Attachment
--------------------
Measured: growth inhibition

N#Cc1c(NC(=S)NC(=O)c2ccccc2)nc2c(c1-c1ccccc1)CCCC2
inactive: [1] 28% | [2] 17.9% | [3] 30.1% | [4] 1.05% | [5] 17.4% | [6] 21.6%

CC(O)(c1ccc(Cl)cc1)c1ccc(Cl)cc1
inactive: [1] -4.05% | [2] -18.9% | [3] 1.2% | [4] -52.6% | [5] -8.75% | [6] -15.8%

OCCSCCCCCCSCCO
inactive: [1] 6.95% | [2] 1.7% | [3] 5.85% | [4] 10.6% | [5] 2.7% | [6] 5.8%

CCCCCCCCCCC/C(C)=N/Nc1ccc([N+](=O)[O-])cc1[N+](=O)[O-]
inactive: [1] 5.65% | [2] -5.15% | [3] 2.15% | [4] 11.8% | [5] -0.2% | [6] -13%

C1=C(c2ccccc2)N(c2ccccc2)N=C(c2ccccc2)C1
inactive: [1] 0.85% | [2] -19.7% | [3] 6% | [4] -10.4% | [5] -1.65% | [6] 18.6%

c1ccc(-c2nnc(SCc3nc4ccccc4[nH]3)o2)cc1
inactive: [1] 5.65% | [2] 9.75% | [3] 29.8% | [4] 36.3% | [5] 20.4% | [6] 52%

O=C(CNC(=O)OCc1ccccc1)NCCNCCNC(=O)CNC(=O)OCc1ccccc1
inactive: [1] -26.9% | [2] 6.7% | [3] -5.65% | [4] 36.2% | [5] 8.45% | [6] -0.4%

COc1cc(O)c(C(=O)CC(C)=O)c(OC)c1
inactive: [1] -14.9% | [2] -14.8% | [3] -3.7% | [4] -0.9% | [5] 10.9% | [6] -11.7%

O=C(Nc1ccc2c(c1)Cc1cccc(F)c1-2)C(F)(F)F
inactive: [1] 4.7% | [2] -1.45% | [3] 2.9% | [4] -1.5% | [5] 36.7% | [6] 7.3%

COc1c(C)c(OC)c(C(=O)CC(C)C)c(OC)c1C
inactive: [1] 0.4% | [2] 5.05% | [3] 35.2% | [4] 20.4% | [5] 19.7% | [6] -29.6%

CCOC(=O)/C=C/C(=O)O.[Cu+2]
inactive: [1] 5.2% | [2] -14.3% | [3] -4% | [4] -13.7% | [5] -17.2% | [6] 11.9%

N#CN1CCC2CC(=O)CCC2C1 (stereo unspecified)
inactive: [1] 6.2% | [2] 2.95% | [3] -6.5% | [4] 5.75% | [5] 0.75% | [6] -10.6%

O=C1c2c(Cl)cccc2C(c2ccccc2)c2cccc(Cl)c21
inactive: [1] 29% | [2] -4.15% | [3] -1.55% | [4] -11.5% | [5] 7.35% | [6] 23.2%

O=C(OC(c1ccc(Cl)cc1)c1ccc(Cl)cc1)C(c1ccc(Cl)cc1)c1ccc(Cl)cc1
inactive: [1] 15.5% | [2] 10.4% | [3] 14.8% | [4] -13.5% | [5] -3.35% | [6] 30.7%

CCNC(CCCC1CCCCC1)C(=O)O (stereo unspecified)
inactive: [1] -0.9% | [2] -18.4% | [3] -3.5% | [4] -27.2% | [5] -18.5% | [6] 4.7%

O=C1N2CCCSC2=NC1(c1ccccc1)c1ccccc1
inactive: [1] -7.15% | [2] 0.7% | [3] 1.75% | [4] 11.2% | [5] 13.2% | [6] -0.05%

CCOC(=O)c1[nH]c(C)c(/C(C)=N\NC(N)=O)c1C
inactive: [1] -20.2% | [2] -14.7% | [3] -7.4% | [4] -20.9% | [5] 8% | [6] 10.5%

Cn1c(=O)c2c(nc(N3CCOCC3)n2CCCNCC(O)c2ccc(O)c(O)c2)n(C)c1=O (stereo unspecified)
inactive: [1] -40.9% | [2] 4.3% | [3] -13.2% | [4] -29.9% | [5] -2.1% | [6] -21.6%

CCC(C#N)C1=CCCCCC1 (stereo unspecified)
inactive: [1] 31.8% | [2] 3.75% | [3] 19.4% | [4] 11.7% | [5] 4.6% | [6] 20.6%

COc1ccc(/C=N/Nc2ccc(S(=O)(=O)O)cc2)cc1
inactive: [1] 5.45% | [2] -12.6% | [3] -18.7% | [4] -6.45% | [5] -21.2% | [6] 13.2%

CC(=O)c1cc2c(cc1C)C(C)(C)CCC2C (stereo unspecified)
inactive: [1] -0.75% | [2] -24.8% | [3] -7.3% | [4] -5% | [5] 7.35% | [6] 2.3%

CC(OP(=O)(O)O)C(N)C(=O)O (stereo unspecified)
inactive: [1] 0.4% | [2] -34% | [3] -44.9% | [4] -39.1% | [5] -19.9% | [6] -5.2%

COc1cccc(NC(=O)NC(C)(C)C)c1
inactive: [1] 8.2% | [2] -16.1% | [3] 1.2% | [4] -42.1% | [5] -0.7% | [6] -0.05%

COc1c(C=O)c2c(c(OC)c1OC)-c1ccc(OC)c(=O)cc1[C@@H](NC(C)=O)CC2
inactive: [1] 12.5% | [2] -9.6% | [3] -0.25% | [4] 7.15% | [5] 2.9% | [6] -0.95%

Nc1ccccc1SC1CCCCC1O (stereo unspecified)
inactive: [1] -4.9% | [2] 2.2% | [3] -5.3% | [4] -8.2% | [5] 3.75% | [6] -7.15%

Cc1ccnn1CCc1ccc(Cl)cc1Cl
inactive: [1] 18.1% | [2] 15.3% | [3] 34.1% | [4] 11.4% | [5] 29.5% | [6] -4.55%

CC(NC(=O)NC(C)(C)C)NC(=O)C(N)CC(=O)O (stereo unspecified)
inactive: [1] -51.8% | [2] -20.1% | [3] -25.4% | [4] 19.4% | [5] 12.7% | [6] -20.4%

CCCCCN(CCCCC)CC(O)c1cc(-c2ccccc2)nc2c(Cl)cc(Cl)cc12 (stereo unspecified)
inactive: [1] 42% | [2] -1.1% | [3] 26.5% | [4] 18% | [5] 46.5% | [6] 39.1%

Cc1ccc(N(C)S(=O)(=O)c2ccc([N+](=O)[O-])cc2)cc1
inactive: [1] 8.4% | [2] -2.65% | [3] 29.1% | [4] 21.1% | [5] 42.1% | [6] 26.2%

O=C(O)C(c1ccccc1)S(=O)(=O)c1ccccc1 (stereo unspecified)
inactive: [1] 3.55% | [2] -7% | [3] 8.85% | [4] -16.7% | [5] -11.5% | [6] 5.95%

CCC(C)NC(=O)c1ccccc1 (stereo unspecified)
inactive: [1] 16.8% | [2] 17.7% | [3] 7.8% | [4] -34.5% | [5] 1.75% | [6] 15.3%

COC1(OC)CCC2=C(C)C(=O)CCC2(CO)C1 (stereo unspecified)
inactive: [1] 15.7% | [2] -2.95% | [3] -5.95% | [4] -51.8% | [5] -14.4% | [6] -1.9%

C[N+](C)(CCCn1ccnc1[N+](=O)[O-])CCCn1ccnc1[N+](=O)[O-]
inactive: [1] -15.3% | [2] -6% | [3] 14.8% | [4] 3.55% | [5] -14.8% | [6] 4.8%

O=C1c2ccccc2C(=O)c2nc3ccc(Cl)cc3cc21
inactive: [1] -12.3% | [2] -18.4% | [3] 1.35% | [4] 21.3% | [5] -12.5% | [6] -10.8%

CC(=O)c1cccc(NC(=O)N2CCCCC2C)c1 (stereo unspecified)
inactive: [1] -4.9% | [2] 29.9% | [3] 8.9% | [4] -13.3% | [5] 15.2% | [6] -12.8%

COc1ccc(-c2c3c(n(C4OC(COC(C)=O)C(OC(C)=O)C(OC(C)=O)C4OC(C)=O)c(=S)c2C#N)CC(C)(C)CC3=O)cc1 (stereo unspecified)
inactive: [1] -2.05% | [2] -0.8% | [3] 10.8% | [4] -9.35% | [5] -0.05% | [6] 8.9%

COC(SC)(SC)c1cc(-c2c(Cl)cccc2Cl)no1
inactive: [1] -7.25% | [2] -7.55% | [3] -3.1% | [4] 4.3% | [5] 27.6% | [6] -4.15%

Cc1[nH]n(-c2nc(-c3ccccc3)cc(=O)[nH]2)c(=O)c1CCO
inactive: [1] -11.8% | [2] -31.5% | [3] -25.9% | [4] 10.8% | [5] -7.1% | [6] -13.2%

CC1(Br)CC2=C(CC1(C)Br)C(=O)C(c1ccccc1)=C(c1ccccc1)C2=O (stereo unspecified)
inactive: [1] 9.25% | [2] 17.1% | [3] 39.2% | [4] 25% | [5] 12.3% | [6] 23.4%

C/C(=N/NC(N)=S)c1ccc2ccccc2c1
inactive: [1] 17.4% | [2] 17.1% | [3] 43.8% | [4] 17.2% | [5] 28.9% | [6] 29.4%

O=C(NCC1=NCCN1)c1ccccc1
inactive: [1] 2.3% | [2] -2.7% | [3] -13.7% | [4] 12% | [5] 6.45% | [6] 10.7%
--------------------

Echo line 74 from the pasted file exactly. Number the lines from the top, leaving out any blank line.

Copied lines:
COC(SC)(SC)c1cc(-c2c(Cl)cccc2Cl)no1